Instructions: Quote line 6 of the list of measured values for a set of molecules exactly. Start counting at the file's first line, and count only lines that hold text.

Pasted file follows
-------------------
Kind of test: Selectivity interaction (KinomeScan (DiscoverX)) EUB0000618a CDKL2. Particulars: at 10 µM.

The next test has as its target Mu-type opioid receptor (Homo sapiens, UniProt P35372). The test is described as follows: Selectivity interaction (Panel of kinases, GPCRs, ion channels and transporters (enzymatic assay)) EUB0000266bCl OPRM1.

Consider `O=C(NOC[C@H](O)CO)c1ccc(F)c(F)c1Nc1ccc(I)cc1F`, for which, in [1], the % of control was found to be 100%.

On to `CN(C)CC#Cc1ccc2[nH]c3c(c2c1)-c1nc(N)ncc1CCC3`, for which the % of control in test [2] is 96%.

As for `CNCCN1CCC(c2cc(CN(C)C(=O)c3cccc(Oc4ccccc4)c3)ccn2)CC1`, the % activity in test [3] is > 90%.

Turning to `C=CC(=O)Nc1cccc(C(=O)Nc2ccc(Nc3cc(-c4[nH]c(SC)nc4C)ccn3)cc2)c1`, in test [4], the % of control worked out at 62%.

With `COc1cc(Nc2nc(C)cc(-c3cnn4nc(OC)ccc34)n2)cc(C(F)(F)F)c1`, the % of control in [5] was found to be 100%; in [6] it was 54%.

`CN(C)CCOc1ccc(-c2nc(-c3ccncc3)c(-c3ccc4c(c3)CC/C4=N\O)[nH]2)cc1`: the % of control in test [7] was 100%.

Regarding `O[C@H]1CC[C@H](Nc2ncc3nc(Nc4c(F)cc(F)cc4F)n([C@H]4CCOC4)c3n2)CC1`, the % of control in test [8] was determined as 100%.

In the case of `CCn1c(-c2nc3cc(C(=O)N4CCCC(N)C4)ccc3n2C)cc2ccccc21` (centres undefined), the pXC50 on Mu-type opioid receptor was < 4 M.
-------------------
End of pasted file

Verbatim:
Turning to `C=CC(=O)Nc1cccc(C(=O)Nc2ccc(Nc3cc(-c4[nH]c(SC)nc4C)ccn3)cc2)c1`, in test [4], the % of control worked out at 62%.